This 4-day course in space systems and space subsystems engineering is for technical and management personnel who wish to gain an understanding of the important technical concepts in the development of space instrumentation, subsystems, and systems. The goal is to assist students to achieve their professional potential by endowing them with an understanding of the basics of subsystems and the supporting disciplines important to developing space instrumentation, space subsystems, and space systems. It designed for participants who expect to plan, design, build, integrate, test, launch, operate or manage subsystems, space systems, launch vehicles, spacecraft, payloads, or ground systems. The objective is to expose each participant to the fundamentals of each subsystem and their inter-relations, to not necessarily make each student a systems engineer, but to give aerospace engineers and managers a technically based space systems perspective. The fundamental concepts are introduced and illustrated by state-of-the-art examples. This course differs from the typical space systems course in that the technical aspects of each important subsystem are addressed. The textbook "Fundamentals of Space Systems" published by Oxford University Press will be provided to all attendees.
Dr. Vincent L. Pisacane was the Robert A. Heinlein Professor of Aerospace Engineering at the United States Naval Academy where he taught courses in space exploration and its physiological effects, space communications, astrodynamics, space environment, space communication, space power systems, and the design of spacecraft and space instruments. He was previously at the Johns Hopkins University Applied Physics Laboratory where he was the Head of the Space Department, Director of the Institute for Advanced Science and Technology in Medicine, and Assistant Director for Research and Exploratory Development. He concurrently held a joint academic appointment in biomedical engineering at the Johns Hopkins School of Medicine. He has been the principal investigator on several NASA funded grants on space radiation, orbital debris, and the human thermoregulatory system. He is a fellow of the AIAA. He currently teaches graduate courses in space systems engineering at the Johns Hopkins University. In addition he has taught short courses on these topics. He has authored over a hundred papers on space systems and bioastronautics.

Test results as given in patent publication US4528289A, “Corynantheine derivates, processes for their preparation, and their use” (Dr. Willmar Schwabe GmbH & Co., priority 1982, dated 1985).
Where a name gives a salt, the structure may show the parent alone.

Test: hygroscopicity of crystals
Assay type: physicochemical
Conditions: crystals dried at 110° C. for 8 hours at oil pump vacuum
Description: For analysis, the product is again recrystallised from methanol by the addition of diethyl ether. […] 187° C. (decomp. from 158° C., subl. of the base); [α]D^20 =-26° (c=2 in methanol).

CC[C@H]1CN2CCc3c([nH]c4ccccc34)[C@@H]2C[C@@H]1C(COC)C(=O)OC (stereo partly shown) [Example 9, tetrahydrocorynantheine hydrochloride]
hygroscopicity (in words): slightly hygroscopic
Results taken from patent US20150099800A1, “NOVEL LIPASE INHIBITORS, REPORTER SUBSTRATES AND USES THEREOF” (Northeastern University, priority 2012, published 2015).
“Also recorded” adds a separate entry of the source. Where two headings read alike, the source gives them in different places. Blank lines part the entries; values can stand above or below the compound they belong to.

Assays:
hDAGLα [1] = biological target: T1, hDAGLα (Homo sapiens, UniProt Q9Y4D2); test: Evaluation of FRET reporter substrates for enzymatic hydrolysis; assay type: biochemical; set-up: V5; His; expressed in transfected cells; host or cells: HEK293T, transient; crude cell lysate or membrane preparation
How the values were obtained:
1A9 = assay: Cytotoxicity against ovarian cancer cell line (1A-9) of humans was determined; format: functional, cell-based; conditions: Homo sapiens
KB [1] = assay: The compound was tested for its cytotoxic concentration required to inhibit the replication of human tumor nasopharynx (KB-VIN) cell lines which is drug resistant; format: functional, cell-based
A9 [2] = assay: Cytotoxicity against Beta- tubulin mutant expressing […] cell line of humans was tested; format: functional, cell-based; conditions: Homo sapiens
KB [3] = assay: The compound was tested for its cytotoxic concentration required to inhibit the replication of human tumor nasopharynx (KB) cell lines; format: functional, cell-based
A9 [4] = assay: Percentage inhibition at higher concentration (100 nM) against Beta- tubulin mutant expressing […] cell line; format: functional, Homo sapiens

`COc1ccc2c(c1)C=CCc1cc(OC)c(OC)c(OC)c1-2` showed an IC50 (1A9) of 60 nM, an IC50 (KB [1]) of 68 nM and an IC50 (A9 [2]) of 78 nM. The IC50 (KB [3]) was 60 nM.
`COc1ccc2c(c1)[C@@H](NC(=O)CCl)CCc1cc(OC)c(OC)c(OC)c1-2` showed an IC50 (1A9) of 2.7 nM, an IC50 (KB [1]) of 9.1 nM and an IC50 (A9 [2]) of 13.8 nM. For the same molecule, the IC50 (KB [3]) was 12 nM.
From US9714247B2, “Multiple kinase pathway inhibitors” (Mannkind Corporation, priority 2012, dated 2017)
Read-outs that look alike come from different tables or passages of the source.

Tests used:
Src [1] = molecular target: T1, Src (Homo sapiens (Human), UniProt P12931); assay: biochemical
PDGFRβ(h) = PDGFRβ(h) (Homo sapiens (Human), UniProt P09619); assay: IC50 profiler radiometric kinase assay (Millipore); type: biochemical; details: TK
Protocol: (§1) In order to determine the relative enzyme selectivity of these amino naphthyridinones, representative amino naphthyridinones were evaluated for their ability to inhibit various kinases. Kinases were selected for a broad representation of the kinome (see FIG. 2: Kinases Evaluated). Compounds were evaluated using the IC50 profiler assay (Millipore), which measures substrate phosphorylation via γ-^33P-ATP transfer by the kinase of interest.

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Who Should Attend:
Scientists, engineers, and managers involved in the management, planning, design, fabrication, integration, test, or operation of space instruments, space subsystems, and spacecraft. The course will provide an understanding of the space subsystems and disciplines necessary to develop a space instrument and spacecraft and the systems engineering approach to integrate these into a successful mission.
- Recent spacecraft missions are discussed to provide an overall perspective of some challenging missions
Space Systems Engineering. Introductory concepts. Fundamentals of systems engineering. System development process. Engineering reviews. Cost estimating. Earned value.
Risk Management and Failure Analyses. Environmental induced failures. Failure analyses. Weibull distribution. Fault-tree analyses. Failure modes effects analyses. Reliability and quality control. Technology readiness levels.
Space Environment. Geomagnetic field, Solar activity. Neutral and ionized atmosphere. Spacecraft charging. Magnetosphere and trapped particles. Space Radiation. Orbital debris
Astrodynamics. Fundamentals of dynamics. Celestial reference frames. Time systems. Two-body central force motion. Trajectory perturbations. Orbit determination. Interplanetary missions. Libration points. Gravitational assists. Aerobraking.
Spacecraft Propulsion, Flight Mechanics, and Launch Systems. Rocket propulsion. Force-free rocket motion. Rocket motion with gravity. Launch flight mechanics. Solid and liquid propulsion. Ion propulsion. Nuclear propulsion.
Spacecraft Attitude Determination. Attitude specifications. Attitude orientation sensors. Attitude rate sensors. Attitude determination.
Spacecraft Attitude Control. Spacecraft disturbance torques. Spacecraft control sources. Passive attitude control systems. Active attitude control systems.
Space Power Systems. Energy sources and applicability. Power distribution and control. Solar power and environmental effects on solar cells. Nuclear power. Energy storage. Battery characteristics.
Space Thermal Control. Fundamentals of thermal control. Heat transfer and energy balance. Thermal design and testing processes.
Configuration and Structural Design. Structural design requirements. Subsystem mass guidelines. Design margins. Factors of safety. Types of structures. Test criteria.
Space Communications. Satellite coverage. Propagation. System noise. Digital communications. Link analysis. Coding.
Tuition for this four day course is $2195 per person at one of our scheduled public courses. Onsite pricing is available. Please call us at 410-956-8805 or send an email to ATI@ATIcourses.com.
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